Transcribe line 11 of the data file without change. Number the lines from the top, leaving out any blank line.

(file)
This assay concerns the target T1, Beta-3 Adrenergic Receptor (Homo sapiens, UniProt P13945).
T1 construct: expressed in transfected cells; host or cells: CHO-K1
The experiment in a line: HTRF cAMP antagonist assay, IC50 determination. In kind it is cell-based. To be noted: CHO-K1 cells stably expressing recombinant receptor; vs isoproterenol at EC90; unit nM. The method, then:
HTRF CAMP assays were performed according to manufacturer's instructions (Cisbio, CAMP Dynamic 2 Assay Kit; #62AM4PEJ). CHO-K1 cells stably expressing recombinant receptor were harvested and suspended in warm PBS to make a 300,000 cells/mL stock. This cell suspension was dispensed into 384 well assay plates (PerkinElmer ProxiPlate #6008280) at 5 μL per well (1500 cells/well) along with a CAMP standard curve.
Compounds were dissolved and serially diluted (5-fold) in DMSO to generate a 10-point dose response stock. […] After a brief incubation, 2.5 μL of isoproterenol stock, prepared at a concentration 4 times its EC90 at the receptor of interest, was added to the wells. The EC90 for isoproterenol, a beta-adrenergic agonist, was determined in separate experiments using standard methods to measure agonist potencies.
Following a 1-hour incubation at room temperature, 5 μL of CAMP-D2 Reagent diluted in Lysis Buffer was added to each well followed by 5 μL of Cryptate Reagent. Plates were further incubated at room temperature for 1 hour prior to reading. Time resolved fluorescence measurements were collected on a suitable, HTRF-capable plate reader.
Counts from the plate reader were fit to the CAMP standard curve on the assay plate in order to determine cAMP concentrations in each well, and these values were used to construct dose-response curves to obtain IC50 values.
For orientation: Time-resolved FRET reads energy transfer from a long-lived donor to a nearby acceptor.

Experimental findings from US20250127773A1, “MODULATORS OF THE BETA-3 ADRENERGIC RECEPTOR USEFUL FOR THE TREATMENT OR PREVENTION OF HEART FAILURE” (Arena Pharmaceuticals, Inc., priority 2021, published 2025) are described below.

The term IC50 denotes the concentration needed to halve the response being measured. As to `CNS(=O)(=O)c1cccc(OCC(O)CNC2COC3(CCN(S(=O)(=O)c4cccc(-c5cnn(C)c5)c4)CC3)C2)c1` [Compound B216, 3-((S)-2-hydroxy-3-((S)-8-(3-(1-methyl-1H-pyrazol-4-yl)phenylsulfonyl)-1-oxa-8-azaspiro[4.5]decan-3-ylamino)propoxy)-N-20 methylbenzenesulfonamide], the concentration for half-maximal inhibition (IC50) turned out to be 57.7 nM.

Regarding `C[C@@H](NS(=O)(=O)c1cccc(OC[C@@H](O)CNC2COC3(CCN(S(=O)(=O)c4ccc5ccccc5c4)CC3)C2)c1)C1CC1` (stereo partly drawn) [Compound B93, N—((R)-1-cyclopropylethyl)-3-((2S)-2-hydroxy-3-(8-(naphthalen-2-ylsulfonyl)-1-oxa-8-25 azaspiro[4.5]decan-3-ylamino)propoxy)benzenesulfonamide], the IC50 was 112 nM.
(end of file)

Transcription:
Regarding `C[C@@H](NS(=O)(=O)c1cccc(OC[C@@H](O)CNC2COC3(CCN(S(=O)(=O)c4ccc5ccccc5c4)CC3)C2)c1)C1CC1` (stereo partly drawn) [Compound B93, N—((R)-1-cyclopropylethyl)-3-((2S)-2-hydroxy-3-(8-(naphthalen-2-ylsulfonyl)-1-oxa-8-25 azaspiro[4.5]decan-3-ylamino)propoxy)benzenesulfonamide], the IC50 was 112 nM.